In today’s IT System Administration Environment, where a user or IT professional is given an administrative account to manage services, application installs, and server management, a single source of access across all these functions can lead to disastrous results in the event of a breach. If there is only one admin account that manages your Server Environment and that account is spread across a wide base of functions, access to that account can give an attacker access to everything. If the attacker cannot get access to everything at once, their attack will be isolated to one environment.
Your company has a cloud file share platform, like MS SharePoint, MS OneDrive, Box, Dropbox, etc. and a cloud mail exchange platform, like MS Exchange or Google suite. You have one employee logging in with one account to administer your email and your file sharing.
The employee does not protect their password with multi-factor authentication or biometrics. The minute their password gets stolen or infiltrated through phishing, your email and your file sharing are now administered by someone else. The longer they have access, the faster they change the contact and profile details, and keep you from being able to get into the account.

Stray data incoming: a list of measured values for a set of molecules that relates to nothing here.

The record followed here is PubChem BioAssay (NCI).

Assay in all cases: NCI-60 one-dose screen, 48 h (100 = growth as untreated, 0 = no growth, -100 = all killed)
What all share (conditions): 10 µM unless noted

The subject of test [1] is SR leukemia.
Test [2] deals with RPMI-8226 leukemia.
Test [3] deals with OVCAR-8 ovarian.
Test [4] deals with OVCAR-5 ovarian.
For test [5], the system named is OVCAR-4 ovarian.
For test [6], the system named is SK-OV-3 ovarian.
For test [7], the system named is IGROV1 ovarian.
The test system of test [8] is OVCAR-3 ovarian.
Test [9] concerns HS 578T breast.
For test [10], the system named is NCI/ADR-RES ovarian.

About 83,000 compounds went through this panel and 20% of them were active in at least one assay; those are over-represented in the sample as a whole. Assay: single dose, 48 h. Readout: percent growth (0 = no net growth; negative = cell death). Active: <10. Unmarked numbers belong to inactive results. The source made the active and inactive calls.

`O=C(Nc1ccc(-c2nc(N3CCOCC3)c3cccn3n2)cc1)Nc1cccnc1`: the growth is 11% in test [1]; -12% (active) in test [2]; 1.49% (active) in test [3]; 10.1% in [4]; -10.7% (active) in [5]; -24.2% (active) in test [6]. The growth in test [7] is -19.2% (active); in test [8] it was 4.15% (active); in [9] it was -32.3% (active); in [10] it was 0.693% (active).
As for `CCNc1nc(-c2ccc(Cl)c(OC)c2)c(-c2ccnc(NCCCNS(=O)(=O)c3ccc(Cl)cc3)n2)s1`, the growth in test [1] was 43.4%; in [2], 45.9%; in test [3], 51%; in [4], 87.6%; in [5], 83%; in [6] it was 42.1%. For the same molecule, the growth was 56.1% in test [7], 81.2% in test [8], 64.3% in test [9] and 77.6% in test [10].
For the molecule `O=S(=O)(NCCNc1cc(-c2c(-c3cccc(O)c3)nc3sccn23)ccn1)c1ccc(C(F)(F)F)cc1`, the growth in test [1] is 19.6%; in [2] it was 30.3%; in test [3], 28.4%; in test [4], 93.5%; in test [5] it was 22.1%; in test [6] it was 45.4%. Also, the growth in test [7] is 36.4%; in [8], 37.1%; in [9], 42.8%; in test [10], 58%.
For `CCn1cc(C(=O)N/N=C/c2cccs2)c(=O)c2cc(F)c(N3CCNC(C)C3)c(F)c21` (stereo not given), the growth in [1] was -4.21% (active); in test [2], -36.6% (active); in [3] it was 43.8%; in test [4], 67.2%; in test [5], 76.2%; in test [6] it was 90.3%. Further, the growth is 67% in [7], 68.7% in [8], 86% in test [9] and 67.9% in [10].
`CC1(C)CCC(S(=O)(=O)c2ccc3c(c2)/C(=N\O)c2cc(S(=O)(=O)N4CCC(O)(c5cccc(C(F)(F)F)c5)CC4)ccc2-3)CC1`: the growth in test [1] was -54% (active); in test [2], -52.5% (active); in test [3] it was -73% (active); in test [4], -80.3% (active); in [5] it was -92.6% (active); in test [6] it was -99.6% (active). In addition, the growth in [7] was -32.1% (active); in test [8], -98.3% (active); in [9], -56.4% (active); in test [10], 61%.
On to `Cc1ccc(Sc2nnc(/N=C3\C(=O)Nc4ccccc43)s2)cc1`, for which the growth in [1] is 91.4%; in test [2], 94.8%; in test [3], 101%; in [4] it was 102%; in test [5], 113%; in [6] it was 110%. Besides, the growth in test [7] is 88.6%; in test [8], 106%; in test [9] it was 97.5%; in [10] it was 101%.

In Microsoft, the administrator with control of all applications and platforms is called the Global Admin. This type of admin can control all platforms within an enterprise. Great care should be given to consider, who should be a Global Admin and why? Most modern models may have two Global Admins and sub admins for each platform. This builds an environment with multiple sources of access but that are siloed so there is no one source for all access.
When was the last time your company audited administrative privileges in your enterprise? Who has access to what and with what control level? Finding the answer to these questions, spreading the administrative duties on a broader scale, and using good password security will protect your infrastructure for long enough that the attacker may move on to a softer target.
Put as many roadblocks in your environment as you can, to prevent infiltration from a cyber-attack.